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A Hygge Summer Abroad: Books and Bars

Students typically say goodbye to each other for summer break, but for senior Danielle Simms ’18, the break was an opportunity to say hello to a new set of friends and a new city. At the start of July, Simms embarked on a journey from her hometown of Chattanooga, TN to Copenhagen, Denmark for a five-week economics program along with 13 other Brandeis students.

“I was hesitant before we left,” said Simms. She realized at the pre-trip meeting she did not know any of the other students on the program, though she is active on campus. Simms is a buddy for the Gateway Scholars Program, the Membership Development Officer and Social Media/PR Chair for sorority Alpha Pi Phi and an active student in the Economics Department. “I didn’t have any friends going, so I was nervous.”

Students from the Copenhagen economic program visit Legoland

Yet, as the plane to Copenhagen crossed the Atlantic, Simms’ fears were left behind. The students, who Simms explained “wouldn’t really be friends with each other … at school,” began developing relationships that grew over the course of the summer, from time spent together in class, out on excursions in Denmark and even at local clubs and bars.

There were two upper-level economics courses offered on the program, according to Simms: Behavioral Economics, taught by a local Danish Institute of Study Abroad (DIS) professor, and Money and Banking, taught by Brandeis professor Scott Redenius.

Simms, who had previously taken Macroeconomics with Professor Redenius at Brandeis, explained that because there were only 13 students in his class abroad, he truly got to know each student. “We had a few meals and field trips … that he would come with us to,” Simms said. “He was very into learning the Danish culture.”

One of the Danish terms Redenius introduced to the students was “Hygge,” Simms explained. “I don’t really know how to explain it. He wanted us to have experienced hygge.” In her best effort to translate the Danish word, Simms explained that it means “cozy, comfort. You’re with your friends hanging out and experiencing the environment.” To put the word in context, Simms recounted a time when the group looked up which bar was the most hygge. “It was this place Charlie’s Bar. He [Redenius] would always ask us, ‘Have you been to Charlie’s Bar yet? Is it very hygge there?’”

While Simms enjoyed learning about the Danish culture, it was the Behavioral Economics class that stood out to her as a highlight of her academic experience. “We were a lot more hands on in the Behavioral Economics class. We would literally just stop in the middle of class and be like, ‘Okay now you guys are going to run this experiment. So go out in the street, and find people, and do it,’” Simms explained.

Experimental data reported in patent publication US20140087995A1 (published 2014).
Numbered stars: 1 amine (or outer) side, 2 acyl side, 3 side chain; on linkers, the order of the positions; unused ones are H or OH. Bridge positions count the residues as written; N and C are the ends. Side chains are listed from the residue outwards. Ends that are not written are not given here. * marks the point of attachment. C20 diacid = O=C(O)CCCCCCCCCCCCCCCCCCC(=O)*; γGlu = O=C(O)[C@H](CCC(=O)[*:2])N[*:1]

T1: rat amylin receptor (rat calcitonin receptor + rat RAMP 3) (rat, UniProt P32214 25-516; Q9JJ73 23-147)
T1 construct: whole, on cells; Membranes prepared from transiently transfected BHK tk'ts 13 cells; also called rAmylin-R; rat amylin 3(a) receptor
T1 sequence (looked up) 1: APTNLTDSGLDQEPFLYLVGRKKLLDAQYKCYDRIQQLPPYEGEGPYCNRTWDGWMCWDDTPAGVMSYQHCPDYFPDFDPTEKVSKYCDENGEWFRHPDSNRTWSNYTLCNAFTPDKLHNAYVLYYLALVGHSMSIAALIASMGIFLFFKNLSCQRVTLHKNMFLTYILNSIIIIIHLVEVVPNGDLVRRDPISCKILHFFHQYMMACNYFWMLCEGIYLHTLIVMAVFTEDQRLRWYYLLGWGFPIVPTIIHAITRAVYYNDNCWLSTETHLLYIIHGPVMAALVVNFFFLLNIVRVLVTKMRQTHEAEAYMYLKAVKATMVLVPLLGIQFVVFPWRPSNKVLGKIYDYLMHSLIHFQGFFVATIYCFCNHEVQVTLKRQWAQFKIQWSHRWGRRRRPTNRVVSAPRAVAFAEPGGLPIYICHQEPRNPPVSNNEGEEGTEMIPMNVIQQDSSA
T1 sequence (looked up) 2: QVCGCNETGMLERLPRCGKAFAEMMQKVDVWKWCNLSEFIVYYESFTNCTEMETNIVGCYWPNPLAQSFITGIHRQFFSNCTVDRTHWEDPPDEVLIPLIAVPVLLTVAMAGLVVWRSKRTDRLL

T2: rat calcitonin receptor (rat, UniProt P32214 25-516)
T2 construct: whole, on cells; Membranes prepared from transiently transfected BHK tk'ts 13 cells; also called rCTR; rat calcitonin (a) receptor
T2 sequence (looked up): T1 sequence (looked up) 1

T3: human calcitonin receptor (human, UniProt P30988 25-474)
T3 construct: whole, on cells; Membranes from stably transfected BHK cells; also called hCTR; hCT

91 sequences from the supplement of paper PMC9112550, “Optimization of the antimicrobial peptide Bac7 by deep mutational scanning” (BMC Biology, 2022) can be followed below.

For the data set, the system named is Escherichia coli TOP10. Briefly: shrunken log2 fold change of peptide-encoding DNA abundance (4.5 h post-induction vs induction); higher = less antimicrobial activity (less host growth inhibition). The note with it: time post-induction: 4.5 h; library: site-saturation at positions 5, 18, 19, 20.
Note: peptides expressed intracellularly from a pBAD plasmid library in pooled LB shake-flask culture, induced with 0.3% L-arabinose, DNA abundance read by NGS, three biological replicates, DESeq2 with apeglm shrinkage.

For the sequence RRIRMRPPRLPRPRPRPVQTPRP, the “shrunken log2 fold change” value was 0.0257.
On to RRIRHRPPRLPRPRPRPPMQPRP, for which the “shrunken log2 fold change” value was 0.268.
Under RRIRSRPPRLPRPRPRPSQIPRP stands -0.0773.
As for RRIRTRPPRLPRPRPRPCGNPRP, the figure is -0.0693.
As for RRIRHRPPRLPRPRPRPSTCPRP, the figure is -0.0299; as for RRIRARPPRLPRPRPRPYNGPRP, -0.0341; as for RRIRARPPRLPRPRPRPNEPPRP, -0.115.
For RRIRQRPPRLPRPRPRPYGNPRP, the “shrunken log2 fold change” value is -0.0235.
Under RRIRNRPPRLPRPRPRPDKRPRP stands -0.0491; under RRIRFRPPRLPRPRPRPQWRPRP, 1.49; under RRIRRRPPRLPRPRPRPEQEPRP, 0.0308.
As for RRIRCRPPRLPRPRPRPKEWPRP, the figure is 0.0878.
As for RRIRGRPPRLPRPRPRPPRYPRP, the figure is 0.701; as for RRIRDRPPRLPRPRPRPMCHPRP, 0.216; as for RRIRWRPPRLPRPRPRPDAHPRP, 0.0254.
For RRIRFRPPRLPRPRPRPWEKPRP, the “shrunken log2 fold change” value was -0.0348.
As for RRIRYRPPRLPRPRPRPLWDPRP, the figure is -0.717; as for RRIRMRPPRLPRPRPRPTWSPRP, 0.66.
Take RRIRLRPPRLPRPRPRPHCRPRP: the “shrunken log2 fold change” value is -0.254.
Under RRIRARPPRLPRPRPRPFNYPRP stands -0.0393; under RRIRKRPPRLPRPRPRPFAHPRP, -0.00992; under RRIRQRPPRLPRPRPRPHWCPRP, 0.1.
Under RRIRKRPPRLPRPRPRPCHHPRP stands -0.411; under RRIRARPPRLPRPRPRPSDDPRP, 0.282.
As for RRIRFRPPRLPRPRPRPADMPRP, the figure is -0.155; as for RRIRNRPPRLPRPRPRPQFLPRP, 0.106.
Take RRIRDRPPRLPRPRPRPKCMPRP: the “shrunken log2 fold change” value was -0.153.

One experiment run by the class examined whether strangers are more likely to help individuals whose behavior that stranger supports, explained Simms. To do this, the students ran two scenarios. In both scenarios, a student would yell at another student for littering. However, in Scenario A, the littering student would drop his books, and in Scenario B, the yelling student would drop his book. Were strangers more likely to help pick up the books of the littering or the non-littering student?

Danielle on the canal in Copenhagen

“That was a hard one to do ourselves… we couldn’t keep a straight face half the time!” Simms explained that because the area they were conducting the experiment in was smaller, they had to wait to make sure there were new groups of strangers for each round. “We had to make sure people were not watching these kids just keep dropping things and yelling at each other,” said Simms. Although they were not able to collect enough data to confirm anything, the process of running the experiment was a good learning experience, said Simms.

Though official experiments stopped when classes ended each day, Simms learned about the Danish culture by simply spending evenings out with her classmates, particularly at The Australian Bar, or “A Bar.” “It’s right next to where we have classes which is kind of funny, and you get in for free with a DIS student ID,” said Simms. “A Bar,” the first they went to as a group, ended up becoming the group’s go-to spot. “Everyone secretly liked it!” Simms said of the club.

One of the biggest differences Simms noticed between “going out” in the United States and in Denmark was the behavior of young party-goers. “In Copenhagen, they like to party, but you don’t see people belligerently walking around out in the street like you might in the U.S.,” she explained. “It’s a cultural thing. They’re not in each other’s business. They’re respectful of personal boundaries … so I guess when they’re being social and partying they keep that same thing when they are out in the streets. They just keep to themselves whereas in the U.S. it’s very loud out in the streets.”

Though Simms enjoyed the program, she is excited to return to campus with more friends than she left it. After visiting the Tivoli Gardens Amusement Park in Copenhagen and Denmark’s Legoland together, “we were talking about how we should go to Six Flags in New England,” said Simms of the group’s plan to continue spending time together. With two requirements for her economics major complete and memories from a fun summer abroad, Simms looks back on her summer in Copenhagen with fondness.

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